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John Salmond, La Trobe University

Menu: Remembering Rhys

During my thirty-five years working at La Trobe, I accumulated a fund of good stories about Rhys. This is the best of them by far!

Noise of a helicopter, late afternoon, April 19, 1983—Revolution scholars, note the date! A scene reminiscent of Apocalypse Now—without the napalm.

A phone call—Donna Simpson, reinforced by Professor Scott, demanding that I produce Rhys Isaac forthwith. He was the reason for the circling helicopter. He had just won the Pulitzer Prize, and the national t.v. news channels were descending on the campus for an interview.

I said I would try to get Rhys, but unless he was teaching, I had no swift way of locating him. Fortunately he was with a class, so, asking the Vice-Chancellor to stall the invaders, I went to get him.

There was Rhys visible through the glass panel—holding forth with some of you doubtless there—and you will remember that I gestured to him to stop and come to the door. He simply smiled back beatifically, pleased no doubt that his chair had come to watch him perform.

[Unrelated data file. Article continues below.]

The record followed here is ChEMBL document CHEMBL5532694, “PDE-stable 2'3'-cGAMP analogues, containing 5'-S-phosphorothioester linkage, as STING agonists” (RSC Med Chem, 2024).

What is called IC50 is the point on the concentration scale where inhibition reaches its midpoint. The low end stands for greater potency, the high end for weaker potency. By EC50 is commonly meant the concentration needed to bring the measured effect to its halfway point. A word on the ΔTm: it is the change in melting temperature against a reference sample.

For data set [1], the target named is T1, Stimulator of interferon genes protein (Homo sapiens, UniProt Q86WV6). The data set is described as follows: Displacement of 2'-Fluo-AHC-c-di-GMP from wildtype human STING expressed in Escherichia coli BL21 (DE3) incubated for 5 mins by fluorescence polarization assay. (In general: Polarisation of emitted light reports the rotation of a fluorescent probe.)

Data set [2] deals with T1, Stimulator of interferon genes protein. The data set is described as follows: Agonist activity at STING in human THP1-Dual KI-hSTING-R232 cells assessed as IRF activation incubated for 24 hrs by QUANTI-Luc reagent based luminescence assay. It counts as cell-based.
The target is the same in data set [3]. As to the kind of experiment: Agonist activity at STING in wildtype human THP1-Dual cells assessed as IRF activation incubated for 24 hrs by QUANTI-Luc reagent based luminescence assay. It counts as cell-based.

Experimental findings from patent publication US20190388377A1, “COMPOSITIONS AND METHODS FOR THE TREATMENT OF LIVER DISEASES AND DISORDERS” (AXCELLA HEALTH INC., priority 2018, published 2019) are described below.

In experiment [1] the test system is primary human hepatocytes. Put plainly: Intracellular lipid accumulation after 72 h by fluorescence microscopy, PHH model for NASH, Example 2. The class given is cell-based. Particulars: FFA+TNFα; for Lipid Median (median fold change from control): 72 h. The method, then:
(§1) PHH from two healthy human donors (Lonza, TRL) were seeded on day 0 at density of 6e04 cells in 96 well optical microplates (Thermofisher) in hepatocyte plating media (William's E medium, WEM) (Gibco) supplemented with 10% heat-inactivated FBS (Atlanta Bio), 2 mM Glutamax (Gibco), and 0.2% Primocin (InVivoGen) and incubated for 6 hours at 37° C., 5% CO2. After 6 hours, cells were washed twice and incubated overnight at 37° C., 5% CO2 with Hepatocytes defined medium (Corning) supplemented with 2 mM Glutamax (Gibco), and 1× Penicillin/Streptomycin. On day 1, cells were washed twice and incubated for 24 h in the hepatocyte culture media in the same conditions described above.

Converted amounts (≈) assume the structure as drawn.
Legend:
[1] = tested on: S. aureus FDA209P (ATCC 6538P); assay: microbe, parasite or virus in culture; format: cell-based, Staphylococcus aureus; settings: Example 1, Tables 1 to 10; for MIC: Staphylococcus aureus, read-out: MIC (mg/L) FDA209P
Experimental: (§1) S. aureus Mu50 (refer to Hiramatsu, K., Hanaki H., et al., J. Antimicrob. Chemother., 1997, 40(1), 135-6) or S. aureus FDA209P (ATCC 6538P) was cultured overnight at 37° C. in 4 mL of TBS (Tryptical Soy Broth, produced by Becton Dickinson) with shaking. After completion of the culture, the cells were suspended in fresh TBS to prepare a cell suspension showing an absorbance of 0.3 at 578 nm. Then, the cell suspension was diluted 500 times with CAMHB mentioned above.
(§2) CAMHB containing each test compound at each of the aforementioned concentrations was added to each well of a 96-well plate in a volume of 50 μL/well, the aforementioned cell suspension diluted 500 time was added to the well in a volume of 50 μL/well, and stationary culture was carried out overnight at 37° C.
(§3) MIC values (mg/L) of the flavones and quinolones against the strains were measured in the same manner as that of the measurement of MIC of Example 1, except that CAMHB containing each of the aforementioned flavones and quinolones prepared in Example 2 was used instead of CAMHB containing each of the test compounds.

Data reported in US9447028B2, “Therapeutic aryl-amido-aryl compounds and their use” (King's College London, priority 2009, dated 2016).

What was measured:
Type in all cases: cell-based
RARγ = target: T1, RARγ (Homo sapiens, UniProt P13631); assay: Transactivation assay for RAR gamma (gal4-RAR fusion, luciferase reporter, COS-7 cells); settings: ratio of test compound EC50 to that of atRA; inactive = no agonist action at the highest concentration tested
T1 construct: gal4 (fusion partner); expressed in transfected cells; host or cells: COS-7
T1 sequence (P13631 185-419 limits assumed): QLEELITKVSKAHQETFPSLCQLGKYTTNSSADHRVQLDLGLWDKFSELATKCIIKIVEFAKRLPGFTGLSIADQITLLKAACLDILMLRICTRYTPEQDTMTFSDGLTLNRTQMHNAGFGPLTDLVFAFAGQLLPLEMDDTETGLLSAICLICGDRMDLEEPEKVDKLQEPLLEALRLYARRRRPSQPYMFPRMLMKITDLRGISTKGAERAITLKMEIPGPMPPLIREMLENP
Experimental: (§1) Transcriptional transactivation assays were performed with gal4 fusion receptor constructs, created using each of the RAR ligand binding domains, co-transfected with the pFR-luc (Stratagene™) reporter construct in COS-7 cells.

I waved again, and he continued to smile, though less beatifically, as the realization grew that something was up. Indeed, his look turned to one of alarm, as his first thought, obviously, was that there was an emergency at home.

“What’s wrong?” he said cautiously. “Nothing,” I replied, “but you have to stop the class. You’ve just won the Pulitzer Prize!” Disbelief, then extreme irritation crossed his countenance. He thought I was sending him up and told me so in no uncertain terms.

Not until, as some of you may remember, I told his students directly that notwithstanding Rhys’s reaction, this was true and invited some them to view the scene unfolding in front of the building, did he realise this was not a misplaced April fools joke. It was real. The class cheered their teacher, as Rhys began to grin.

We must have looked an extremely odd couple indeed—me, so large, he so neat and trim, as we sauntered over to the awaiting reporters and their camera crews. I introduced Rhys to David Johnson and then moved out of the way, as his public life changed for ever. For me, it remains a wonderful memory and I am privileged indeed to share it today, to recall again the great honour that had come to Rhys and the manner of its coming, and the gracious and generous way in which he accepted it.

John Salmond, La Trobe University